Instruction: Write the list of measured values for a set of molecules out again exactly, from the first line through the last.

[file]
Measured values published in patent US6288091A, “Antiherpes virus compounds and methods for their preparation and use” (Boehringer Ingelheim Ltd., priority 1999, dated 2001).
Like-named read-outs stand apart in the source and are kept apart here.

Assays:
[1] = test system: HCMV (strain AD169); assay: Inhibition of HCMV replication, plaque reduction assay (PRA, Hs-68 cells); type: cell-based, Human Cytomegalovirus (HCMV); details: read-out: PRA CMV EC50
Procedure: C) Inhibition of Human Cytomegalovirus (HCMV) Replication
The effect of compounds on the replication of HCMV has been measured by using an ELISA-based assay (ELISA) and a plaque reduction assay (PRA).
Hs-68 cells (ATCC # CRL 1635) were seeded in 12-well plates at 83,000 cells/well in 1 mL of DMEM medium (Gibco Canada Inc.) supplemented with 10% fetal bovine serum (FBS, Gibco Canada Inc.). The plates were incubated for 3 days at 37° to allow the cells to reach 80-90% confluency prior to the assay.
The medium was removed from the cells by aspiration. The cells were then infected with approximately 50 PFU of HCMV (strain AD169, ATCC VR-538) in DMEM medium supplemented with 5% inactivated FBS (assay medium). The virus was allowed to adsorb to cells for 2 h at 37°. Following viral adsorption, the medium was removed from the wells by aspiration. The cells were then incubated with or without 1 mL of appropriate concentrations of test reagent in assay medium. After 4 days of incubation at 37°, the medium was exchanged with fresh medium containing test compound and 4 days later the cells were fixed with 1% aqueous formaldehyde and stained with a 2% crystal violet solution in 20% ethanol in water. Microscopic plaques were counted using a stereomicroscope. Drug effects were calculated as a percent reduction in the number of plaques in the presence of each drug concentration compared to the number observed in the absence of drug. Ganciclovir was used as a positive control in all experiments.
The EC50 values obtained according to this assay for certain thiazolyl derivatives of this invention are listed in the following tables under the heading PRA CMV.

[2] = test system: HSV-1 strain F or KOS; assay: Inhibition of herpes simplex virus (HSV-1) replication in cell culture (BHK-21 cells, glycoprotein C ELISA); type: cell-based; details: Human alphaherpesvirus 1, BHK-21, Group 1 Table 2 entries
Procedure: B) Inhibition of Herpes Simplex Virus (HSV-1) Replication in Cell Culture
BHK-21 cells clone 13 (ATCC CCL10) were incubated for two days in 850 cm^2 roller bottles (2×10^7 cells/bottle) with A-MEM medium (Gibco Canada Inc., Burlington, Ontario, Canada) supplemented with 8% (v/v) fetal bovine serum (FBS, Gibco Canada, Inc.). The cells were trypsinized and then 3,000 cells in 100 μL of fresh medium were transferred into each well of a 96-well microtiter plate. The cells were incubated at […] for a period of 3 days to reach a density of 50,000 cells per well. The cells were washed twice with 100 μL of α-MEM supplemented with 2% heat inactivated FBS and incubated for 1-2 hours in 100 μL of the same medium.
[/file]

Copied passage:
Measured values published in patent US6288091A, “Antiherpes virus compounds and methods for their preparation and use” (Boehringer Ingelheim Ltd., priority 1999, dated 2001).
Like-named read-outs stand apart in the source and are kept apart here.

Assays:
[1] = test system: HCMV (strain AD169); assay: Inhibition of HCMV replication, plaque reduction assay (PRA, Hs-68 cells); type: cell-based, Human Cytomegalovirus (HCMV); details: read-out: PRA CMV EC50
Procedure: C) Inhibition of Human Cytomegalovirus (HCMV) Replication
The effect of compounds on the replication of HCMV has been measured by using an ELISA-based assay (ELISA) and a plaque reduction assay (PRA).
Hs-68 cells (ATCC # CRL 1635) were seeded in 12-well plates at 83,000 cells/well in 1 mL of DMEM medium (Gibco Canada Inc.) supplemented with 10% fetal bovine serum (FBS, Gibco Canada Inc.). The plates were incubated for 3 days at 37° to allow the cells to reach 80-90% confluency prior to the assay.
The medium was removed from the cells by aspiration. The cells were then infected with approximately 50 PFU of HCMV (strain AD169, ATCC VR-538) in DMEM medium supplemented with 5% inactivated FBS (assay medium). The virus was allowed to adsorb to cells for 2 h at 37°. Following viral adsorption, the medium was removed from the wells by aspiration. The cells were then incubated with or without 1 mL of appropriate concentrations of test reagent in assay medium. After 4 days of incubation at 37°, the medium was exchanged with fresh medium containing test compound and 4 days later the cells were fixed with 1% aqueous formaldehyde and stained with a 2% crystal violet solution in 20% ethanol in water. Microscopic plaques were counted using a stereomicroscope. Drug effects were calculated as a percent reduction in the number of plaques in the presence of each drug concentration compared to the number observed in the absence of drug. Ganciclovir was used as a positive control in all experiments.
The EC50 values obtained according to this assay for certain thiazolyl derivatives of this invention are listed in the following tables under the heading PRA CMV.

[2] = test system: HSV-1 strain F or KOS; assay: Inhibition of herpes simplex virus (HSV-1) replication in cell culture (BHK-21 cells, glycoprotein C ELISA); type: cell-based; details: Human alphaherpesvirus 1, BHK-21, Group 1 Table 2 entries
Procedure: B) Inhibition of Herpes Simplex Virus (HSV-1) Replication in Cell Culture
BHK-21 cells clone 13 (ATCC CCL10) were incubated for two days in 850 cm^2 roller bottles (2×10^7 cells/bottle) with A-MEM medium (Gibco Canada Inc., Burlington, Ontario, Canada) supplemented with 8% (v/v) fetal bovine serum (FBS, Gibco Canada, Inc.). The cells were trypsinized and then 3,000 cells in 100 μL of fresh medium were transferred into each well of a 96-well microtiter plate. The cells were incubated at […] for a period of 3 days to reach a density of 50,000 cells per well. The cells were washed twice with 100 μL of α-MEM supplemented with 2% heat inactivated FBS and incubated for 1-2 hours in 100 μL of the same medium.